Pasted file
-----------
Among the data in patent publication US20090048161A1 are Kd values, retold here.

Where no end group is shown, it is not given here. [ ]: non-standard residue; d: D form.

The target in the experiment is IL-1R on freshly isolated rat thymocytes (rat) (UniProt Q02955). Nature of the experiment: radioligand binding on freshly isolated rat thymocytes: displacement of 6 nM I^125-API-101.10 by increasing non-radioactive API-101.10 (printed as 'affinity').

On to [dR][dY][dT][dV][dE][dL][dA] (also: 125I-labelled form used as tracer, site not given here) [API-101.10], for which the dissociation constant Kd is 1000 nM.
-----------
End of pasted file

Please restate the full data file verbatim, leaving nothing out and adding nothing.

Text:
Among the data in patent publication US20090048161A1 are Kd values, retold here.

Where no end group is shown, it is not given here. [ ]: non-standard residue; d: D form.

The target in the experiment is IL-1R on freshly isolated rat thymocytes (rat) (UniProt Q02955). Nature of the experiment: radioligand binding on freshly isolated rat thymocytes: displacement of 6 nM I^125-API-101.10 by increasing non-radioactive API-101.10 (printed as 'affinity').

On to [dR][dY][dT][dV][dE][dL][dA] (also: 125I-labelled form used as tracer, site not given here) [API-101.10], for which the dissociation constant Kd is 1000 nM.